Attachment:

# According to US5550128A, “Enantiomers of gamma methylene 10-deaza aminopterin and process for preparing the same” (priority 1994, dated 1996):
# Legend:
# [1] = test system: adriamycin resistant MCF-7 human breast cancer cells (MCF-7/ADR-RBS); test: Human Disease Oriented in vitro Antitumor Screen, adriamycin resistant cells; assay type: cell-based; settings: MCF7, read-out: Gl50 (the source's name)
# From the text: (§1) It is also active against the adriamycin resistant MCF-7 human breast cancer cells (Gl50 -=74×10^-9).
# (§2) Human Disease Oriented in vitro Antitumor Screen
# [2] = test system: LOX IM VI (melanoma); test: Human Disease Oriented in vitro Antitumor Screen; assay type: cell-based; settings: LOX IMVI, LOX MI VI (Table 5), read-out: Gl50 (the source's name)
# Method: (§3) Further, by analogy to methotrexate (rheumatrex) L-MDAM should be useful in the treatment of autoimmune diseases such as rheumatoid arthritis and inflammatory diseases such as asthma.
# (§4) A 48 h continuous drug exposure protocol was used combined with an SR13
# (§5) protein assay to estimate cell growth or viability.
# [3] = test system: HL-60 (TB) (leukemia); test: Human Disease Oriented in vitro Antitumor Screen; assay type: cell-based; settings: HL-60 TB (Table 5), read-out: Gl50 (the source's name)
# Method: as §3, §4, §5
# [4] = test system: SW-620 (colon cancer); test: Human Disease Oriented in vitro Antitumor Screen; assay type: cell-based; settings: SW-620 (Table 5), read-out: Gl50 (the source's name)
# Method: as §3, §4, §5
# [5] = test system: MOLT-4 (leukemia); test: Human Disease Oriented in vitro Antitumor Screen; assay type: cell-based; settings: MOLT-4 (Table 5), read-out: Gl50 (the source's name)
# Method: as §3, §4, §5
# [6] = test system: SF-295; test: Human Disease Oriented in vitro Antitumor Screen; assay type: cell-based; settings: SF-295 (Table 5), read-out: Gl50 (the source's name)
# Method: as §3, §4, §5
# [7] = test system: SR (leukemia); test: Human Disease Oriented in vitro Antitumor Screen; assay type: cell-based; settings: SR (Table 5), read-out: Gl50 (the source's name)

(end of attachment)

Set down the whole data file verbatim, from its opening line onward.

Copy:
# According to US5550128A, “Enantiomers of gamma methylene 10-deaza aminopterin and process for preparing the same” (priority 1994, dated 1996):
# Legend:
# [1] = test system: adriamycin resistant MCF-7 human breast cancer cells (MCF-7/ADR-RBS); test: Human Disease Oriented in vitro Antitumor Screen, adriamycin resistant cells; assay type: cell-based; settings: MCF7, read-out: Gl50 (the source's name)
# From the text: (§1) It is also active against the adriamycin resistant MCF-7 human breast cancer cells (Gl50 -=74×10^-9).
# (§2) Human Disease Oriented in vitro Antitumor Screen
# [2] = test system: LOX IM VI (melanoma); test: Human Disease Oriented in vitro Antitumor Screen; assay type: cell-based; settings: LOX IMVI, LOX MI VI (Table 5), read-out: Gl50 (the source's name)
# Method: (§3) Further, by analogy to methotrexate (rheumatrex) L-MDAM should be useful in the treatment of autoimmune diseases such as rheumatoid arthritis and inflammatory diseases such as asthma.
# (§4) A 48 h continuous drug exposure protocol was used combined with an SR13
# (§5) protein assay to estimate cell growth or viability.
# [3] = test system: HL-60 (TB) (leukemia); test: Human Disease Oriented in vitro Antitumor Screen; assay type: cell-based; settings: HL-60 TB (Table 5), read-out: Gl50 (the source's name)
# Method: as §3, §4, §5
# [4] = test system: SW-620 (colon cancer); test: Human Disease Oriented in vitro Antitumor Screen; assay type: cell-based; settings: SW-620 (Table 5), read-out: Gl50 (the source's name)
# Method: as §3, §4, §5
# [5] = test system: MOLT-4 (leukemia); test: Human Disease Oriented in vitro Antitumor Screen; assay type: cell-based; settings: MOLT-4 (Table 5), read-out: Gl50 (the source's name)
# Method: as §3, §4, §5
# [6] = test system: SF-295; test: Human Disease Oriented in vitro Antitumor Screen; assay type: cell-based; settings: SF-295 (Table 5), read-out: Gl50 (the source's name)
# Method: as §3, §4, §5
# [7] = test system: SR (leukemia); test: Human Disease Oriented in vitro Antitumor Screen; assay type: cell-based; settings: SR (Table 5), read-out: Gl50 (the source's name)